“Sooner or later Southerners all come home, not to die, but to eat gumbo.” —Eugene Walter, bard of Mobile, Alabama

raised or lowered.But this calls for attention. The color stays deceptively the same for some minutes and then changes rapidly. Just don’t leave the stove. Don’t answer the phone. The flour can scorch before you’re able to react. (There is no saving a scorched roux. It is over, it is finished, and it must be trashed.) Don’t feel bad, it happens to us all. Once the roux starts to approach the desired color level, remove it from the heat a shade or two lighter than you want to end up with and continue whisking, as the flour will continue to cook quickly and darken further. Stop before it reaches the darkest color. The already-dark roux will continue to darken when the trinity is added and cooked, a delicate balancing act. The Trinity If you intend to use the roux for gumbo, you’ll want to add the “trinity” of Creole- Cajun cooking — chopped onion, celery, and bell pepper.While the addition of these vegetables will cause the roux to darken, it also begins cooling the roux as the vegetables cook and release their liquids. Once the vegetables have softened and become translucent, gradually begin stirring in the warm stock or other liquid. Some chefs reverse the process, cooking the vegetables in the oil then adding the roux and stock or other liquid. The proportions among the trinity’s components can vary according to the cook’s fancy and what happens to be in the refrigerator at a given moment. The trinity is: Many recipes call for bell peppers. Their confetti colors of green, yellow, red, and orange are bright, so use whichever one, or combination of them, you prefer. Once the vegetables are chopped, combined, and set aside, prepare the roux. When the roux has been cooked to a shade or two under what you’re seeking, carefully begin 2 parts onion, chopped 1 part celery, chopped ⅓ part green bell pepper, chopped

stirring in the trinity. When the vegetables hit the hot roux they will splatter, so add them slowly and stand back from the pot or skillet. When the vegetables have been completely incorporated into the roux, the flour will darken even more. Allow the mixture to simmer until the vegetables release their liquids and the onions are translucent. At this point, slowly stir in the stock or water until well blended. Louisiana cookbook author Marcelle Bienvenu, whose vast experience makes her an expert in these matters, prefers to heat the liquid before adding it. From the very beginning of the cooking process, the quality of the roux, trinity, and stock is most important for a gumbo’s full-bodied flavor. A word of caution about seafood gumbo: reserve the delicately flavored raw oysters, shrimp, fish, or crawfish until the gumbo is just a few minutes from being removed from the heat. Otherwise, the seafood will overcook, becoming tough and tasteless. The same applies to other proteins such as sausage, chicken, and duck. Give them enough time to heat through at the end, but take care not to leech out their flavor by overcooking. Dark Roux George Graham, author of the new cookbook Acadiana Table , leans toward the dark, dense roux popular in Acadiana when he makes gumbo. “This time of year there isn’t a Cajun household in all of South Louisiana that doesn’t have the unmistakably intense aroma of a dark roux — pungent and nutty, like roasting coffee beans — wafting through the kitchen,” writes Graham. “In fact, my wife Roxanne makes a roux as deep and dark as blackstrap molasses, and just as rich. For her and Acadiana cooks like her, a dark roux is the foundation upon which a gumbo and other Cajun black pot recipes are based. It is one of the defining ingredients of the Acadiana region of South Louisiana.”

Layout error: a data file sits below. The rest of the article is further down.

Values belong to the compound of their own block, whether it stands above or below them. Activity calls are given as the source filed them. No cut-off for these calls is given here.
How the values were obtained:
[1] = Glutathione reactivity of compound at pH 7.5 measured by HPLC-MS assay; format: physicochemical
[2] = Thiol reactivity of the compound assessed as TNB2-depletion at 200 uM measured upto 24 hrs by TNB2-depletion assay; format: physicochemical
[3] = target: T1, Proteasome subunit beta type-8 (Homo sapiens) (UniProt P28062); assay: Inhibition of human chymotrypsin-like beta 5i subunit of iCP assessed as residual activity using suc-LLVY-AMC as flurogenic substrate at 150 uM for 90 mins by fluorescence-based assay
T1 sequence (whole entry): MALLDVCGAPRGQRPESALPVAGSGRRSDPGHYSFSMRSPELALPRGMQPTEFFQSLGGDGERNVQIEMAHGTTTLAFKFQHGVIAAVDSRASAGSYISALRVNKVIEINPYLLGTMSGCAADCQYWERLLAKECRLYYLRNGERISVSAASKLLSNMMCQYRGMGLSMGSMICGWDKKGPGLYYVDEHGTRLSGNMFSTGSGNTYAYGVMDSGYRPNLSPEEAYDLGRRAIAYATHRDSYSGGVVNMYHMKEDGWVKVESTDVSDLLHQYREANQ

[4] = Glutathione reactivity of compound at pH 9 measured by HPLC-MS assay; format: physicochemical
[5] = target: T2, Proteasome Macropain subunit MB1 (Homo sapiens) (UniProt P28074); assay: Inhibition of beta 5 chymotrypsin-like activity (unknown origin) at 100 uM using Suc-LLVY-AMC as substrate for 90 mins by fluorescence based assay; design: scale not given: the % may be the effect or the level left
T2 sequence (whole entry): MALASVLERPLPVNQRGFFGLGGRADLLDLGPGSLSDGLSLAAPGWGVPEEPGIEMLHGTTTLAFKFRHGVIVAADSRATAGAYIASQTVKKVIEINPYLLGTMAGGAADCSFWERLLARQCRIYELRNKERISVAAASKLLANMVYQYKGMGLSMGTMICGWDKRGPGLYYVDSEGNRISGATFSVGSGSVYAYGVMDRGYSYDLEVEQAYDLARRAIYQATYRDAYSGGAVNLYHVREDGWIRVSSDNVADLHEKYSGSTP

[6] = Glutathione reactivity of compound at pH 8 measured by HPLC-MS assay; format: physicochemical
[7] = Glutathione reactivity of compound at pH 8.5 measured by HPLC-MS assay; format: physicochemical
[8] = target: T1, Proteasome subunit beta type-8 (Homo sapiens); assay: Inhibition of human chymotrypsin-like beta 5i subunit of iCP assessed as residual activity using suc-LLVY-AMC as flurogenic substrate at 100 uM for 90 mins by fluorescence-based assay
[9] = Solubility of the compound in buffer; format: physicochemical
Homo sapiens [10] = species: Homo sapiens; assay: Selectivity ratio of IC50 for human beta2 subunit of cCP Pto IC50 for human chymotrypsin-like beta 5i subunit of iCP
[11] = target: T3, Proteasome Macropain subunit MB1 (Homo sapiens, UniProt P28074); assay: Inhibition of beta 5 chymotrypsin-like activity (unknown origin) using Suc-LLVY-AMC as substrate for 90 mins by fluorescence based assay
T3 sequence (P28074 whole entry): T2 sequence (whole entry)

Begin the process by turning on some music (for entertainment while you’re stirring) and assembling the necessary equipment. An adult beverage might be a fine idea. The ideal basic tools are a comfortable wire whisk, wooden spoon, and a cast-iron skillet or Dutch oven.Thin metal pots significantly increase the risk of scorching. Start the roux by heating the oil over medium-low heat. Add the flour slowly, stirring continuously with a whisk or a wooden spoon. Some cooks, such as Poppy Tooker, have a special wooden roux spoon they treasure. Once the oil and flour begin to come together and bubble, the heat level can be


Made with